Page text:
Image credit: © [Y/N] Studio

09 November 2012

20 green infrastructure designs are to to go on display at City Hall following continued public interest in a recent ‘High Line for London’ design competition

20 ‘green’ designs which were shortlisted in a competition to find new ideas for green space in the capital are to go on display at City Hall from the 19th to 30th November. Launched by the Landscape Institute in partnership with the Mayor of London and Garden Museum, and inspired by the success of New York’s High Line, an urban park created from a disused railway line in Manhattan, the competition attracted 170 entries from all over the world. ‘Pop Down’ by Fletcher Priest Architects won the competition with an idea to create an underground mushroom garden experience beneath Oxford Street.

The shortlisted designs range from massive city-wide strategies, like using the empty space on top of buses, trams and trains to create mobile gardens, to small-scale community projects, like miniature urban woodlands in London’s forgotten spaces. The locations selected span the whole of the city, and include the disused ‘Mail Rail’ tunnel under Oxford Street, the forgotten Fleet River in Blackfriars, Shoreditch High Street, a stretch of the A20 in south London and the ‘Square Mile’. Several themes appear to dominate the shortlisted entries: the significance of journeys, links and transport infrastructure and how they impact on our lives is addressed by many of the entries. And, the power of water – whether it’s the Thames or some of London’s forgotten waterways or issues like water scarcity, flooding and pollution, many of the designs make use of water in their designs.

Free exhibition: 19th to 30th November Open Monday-Thursday 8.30-6pm and Friday 8.30-5.30pm

Exhibition 1, 19th to 23rd November: a summary of each of the 20 shortlisted entries on display on the ramp leading to the lower ground floor

Exhibition 2, 19th to 30th November: a detailed breakdown of each of the 20 shortlisted entries displayed outside the Chamber on the second floor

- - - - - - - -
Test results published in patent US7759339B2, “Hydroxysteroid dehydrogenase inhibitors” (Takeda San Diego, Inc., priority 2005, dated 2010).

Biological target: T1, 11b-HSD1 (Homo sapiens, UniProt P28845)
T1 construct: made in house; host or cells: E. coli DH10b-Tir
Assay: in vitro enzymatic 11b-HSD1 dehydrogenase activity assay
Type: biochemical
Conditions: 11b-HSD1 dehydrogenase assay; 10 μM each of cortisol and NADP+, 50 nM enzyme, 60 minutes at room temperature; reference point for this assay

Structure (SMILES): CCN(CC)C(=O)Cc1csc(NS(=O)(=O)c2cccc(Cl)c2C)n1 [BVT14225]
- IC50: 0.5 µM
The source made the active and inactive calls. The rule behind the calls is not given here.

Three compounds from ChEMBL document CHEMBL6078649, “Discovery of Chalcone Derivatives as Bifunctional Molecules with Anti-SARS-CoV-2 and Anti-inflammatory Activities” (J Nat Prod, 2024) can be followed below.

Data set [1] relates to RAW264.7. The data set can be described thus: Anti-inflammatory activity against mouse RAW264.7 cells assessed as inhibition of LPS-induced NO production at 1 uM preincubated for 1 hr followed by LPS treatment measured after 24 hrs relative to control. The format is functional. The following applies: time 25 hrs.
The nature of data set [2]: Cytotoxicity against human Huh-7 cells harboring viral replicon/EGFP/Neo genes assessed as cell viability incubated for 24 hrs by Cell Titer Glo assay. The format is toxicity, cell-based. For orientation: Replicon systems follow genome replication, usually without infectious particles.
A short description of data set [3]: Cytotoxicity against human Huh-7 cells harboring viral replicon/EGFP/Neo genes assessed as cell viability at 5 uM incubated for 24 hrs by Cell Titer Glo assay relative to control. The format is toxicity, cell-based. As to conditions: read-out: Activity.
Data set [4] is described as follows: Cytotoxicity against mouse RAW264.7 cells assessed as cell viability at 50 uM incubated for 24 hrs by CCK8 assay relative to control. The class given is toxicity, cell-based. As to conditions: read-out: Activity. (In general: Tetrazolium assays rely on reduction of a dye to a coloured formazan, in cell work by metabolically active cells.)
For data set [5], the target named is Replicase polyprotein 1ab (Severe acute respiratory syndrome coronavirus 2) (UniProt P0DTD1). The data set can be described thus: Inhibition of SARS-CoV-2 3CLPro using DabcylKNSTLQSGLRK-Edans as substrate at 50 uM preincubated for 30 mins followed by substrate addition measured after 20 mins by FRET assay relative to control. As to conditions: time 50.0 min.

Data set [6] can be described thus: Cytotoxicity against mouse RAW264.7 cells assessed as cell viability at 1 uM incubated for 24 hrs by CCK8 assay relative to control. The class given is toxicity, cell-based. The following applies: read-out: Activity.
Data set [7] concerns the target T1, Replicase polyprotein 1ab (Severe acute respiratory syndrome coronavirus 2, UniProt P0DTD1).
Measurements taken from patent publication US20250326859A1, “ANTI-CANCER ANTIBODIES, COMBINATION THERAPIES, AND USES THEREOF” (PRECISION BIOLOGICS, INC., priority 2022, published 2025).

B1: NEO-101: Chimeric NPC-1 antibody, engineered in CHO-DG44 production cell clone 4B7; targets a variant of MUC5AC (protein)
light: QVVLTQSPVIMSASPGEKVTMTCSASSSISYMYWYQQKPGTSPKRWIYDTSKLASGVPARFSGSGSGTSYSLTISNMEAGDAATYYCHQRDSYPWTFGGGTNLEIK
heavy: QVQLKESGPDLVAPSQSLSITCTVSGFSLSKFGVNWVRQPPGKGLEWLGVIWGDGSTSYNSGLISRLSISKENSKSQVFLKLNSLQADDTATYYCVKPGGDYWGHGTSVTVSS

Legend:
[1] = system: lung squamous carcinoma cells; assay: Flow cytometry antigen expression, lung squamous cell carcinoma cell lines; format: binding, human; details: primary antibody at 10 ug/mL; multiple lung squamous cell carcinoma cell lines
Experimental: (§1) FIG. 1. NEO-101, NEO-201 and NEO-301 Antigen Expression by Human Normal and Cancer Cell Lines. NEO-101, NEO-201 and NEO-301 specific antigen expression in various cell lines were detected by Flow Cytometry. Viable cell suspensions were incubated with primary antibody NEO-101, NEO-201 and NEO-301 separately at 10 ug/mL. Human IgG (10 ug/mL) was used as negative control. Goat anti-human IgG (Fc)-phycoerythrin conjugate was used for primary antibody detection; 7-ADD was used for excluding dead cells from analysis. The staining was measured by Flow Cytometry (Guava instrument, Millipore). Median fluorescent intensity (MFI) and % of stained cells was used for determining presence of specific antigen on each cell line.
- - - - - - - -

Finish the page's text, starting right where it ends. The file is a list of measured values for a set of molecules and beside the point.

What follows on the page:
City Hall, The Queen’s Walk, London SE1 2AA
London Bridge: 10 minute walk, Tower Hill: 15 minute walk.

The winning ideas:
‘Pop Down’ by Fletcher Priest Architects won the competition with an idea to create an underground mushroom garden experience beneath Oxford Street. The runner-up was ‘The Lido Line by [Y/N] Studio with an idea to insert a clean, safe ‘basin’ in the Regent’s Canal in which to swim the ‘Lido Line’ from Little Venice to Limehouse. The judges were so impressed by the standard of entries that they also selected three highly commended designs. Bridge-It by HTA: an idea to unlock inaccessible transport corridors around the existing transport network – green linear parks built over, under and beside railway lines and a series of cycling and walking networks linking transport hubs. Barge Walk by Erika Richmond and Peggy Pei-Chi Chi: a design to re-connect people with water via the creation of a linear park, farm and wetland on floating barges at the edge of Canary Wharf. And Bus Roots by Wynne James: an idea to make use of the many empty roof spaces of bus shelters to create raised gardens with sparrow colonies, insect hotels and miniature wildflower meadows. Each bus shelter garden would be looked after by its local community, school or street.

Speaking about the popularity of the competition Sue Illman, President of the Landscape Institute said:
“The quality of ideas the competition has generated demonstrate the vision and skill among a new generation of design talent that’s ready to unlock the potential of green infrastructure to create a more sustainable city. What’s also very exciting is the continued interest from the general public – eager to understand how this green vision can deliver benefits like flood management, urban cooling, green transport links and ecological connectivity.”

Matthew Pencharz, Environment Advisor to the Mayor of London said: “The High Line competition, supported by the Mayor, has inspired a fantastic array of exciting new green infrastructure ideas. We are pleased to welcome this creativity to City Hall in a public exhibition that showcases the very best entries and allows Londoners to come and take a look for themselves.”

An online gallery of the 20 shortlisted designs is also viewable at